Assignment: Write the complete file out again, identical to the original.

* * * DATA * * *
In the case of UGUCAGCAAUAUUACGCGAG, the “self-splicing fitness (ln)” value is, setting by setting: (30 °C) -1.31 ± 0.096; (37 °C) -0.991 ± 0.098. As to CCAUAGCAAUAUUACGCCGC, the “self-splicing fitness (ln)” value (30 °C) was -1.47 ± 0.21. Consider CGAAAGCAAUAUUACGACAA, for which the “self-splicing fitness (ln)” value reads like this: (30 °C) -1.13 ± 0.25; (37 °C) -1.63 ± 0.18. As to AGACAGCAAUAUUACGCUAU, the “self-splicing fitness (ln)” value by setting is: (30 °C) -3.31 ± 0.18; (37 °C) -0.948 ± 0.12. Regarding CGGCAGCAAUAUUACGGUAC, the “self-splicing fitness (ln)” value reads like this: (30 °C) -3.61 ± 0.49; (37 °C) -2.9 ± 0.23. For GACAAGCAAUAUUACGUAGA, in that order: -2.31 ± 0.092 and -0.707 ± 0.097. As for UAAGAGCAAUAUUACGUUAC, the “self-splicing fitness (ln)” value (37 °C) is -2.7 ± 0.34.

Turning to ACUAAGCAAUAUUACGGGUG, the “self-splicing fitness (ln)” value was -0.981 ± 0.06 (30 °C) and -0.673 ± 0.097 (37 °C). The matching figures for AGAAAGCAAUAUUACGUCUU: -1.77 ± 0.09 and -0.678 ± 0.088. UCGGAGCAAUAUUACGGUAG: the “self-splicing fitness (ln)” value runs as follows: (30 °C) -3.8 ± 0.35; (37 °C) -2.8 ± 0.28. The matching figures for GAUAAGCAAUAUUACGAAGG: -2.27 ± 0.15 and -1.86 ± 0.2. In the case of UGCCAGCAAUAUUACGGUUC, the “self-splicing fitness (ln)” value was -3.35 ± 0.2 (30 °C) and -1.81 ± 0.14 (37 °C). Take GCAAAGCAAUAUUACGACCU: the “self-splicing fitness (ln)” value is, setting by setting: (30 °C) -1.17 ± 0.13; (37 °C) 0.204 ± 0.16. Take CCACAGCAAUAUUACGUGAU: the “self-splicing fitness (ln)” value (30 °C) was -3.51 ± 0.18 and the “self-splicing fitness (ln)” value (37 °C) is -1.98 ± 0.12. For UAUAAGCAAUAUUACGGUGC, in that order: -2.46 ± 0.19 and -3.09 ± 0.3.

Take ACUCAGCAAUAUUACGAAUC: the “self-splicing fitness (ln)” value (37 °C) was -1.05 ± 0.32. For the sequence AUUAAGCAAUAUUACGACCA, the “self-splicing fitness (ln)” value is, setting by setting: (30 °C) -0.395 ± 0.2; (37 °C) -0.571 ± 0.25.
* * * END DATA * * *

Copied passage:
In the case of UGUCAGCAAUAUUACGCGAG, the “self-splicing fitness (ln)” value is, setting by setting: (30 °C) -1.31 ± 0.096; (37 °C) -0.991 ± 0.098. As to CCAUAGCAAUAUUACGCCGC, the “self-splicing fitness (ln)” value (30 °C) was -1.47 ± 0.21. Consider CGAAAGCAAUAUUACGACAA, for which the “self-splicing fitness (ln)” value reads like this: (30 °C) -1.13 ± 0.25; (37 °C) -1.63 ± 0.18. As to AGACAGCAAUAUUACGCUAU, the “self-splicing fitness (ln)” value by setting is: (30 °C) -3.31 ± 0.18; (37 °C) -0.948 ± 0.12. Regarding CGGCAGCAAUAUUACGGUAC, the “self-splicing fitness (ln)” value reads like this: (30 °C) -3.61 ± 0.49; (37 °C) -2.9 ± 0.23. For GACAAGCAAUAUUACGUAGA, in that order: -2.31 ± 0.092 and -0.707 ± 0.097. As for UAAGAGCAAUAUUACGUUAC, the “self-splicing fitness (ln)” value (37 °C) is -2.7 ± 0.34.

Turning to ACUAAGCAAUAUUACGGGUG, the “self-splicing fitness (ln)” value was -0.981 ± 0.06 (30 °C) and -0.673 ± 0.097 (37 °C). The matching figures for AGAAAGCAAUAUUACGUCUU: -1.77 ± 0.09 and -0.678 ± 0.088. UCGGAGCAAUAUUACGGUAG: the “self-splicing fitness (ln)” value runs as follows: (30 °C) -3.8 ± 0.35; (37 °C) -2.8 ± 0.28. The matching figures for GAUAAGCAAUAUUACGAAGG: -2.27 ± 0.15 and -1.86 ± 0.2. In the case of UGCCAGCAAUAUUACGGUUC, the “self-splicing fitness (ln)” value was -3.35 ± 0.2 (30 °C) and -1.81 ± 0.14 (37 °C). Take GCAAAGCAAUAUUACGACCU: the “self-splicing fitness (ln)” value is, setting by setting: (30 °C) -1.17 ± 0.13; (37 °C) 0.204 ± 0.16. Take CCACAGCAAUAUUACGUGAU: the “self-splicing fitness (ln)” value (30 °C) was -3.51 ± 0.18 and the “self-splicing fitness (ln)” value (37 °C) is -1.98 ± 0.12. For UAUAAGCAAUAUUACGGUGC, in that order: -2.46 ± 0.19 and -3.09 ± 0.3.

Take ACUCAGCAAUAUUACGAAUC: the “self-splicing fitness (ln)” value (37 °C) was -1.05 ± 0.32. For the sequence AUUAAGCAAUAUUACGACCA, the “self-splicing fitness (ln)” value is, setting by setting: (30 °C) -0.395 ± 0.2; (37 °C) -0.571 ± 0.25.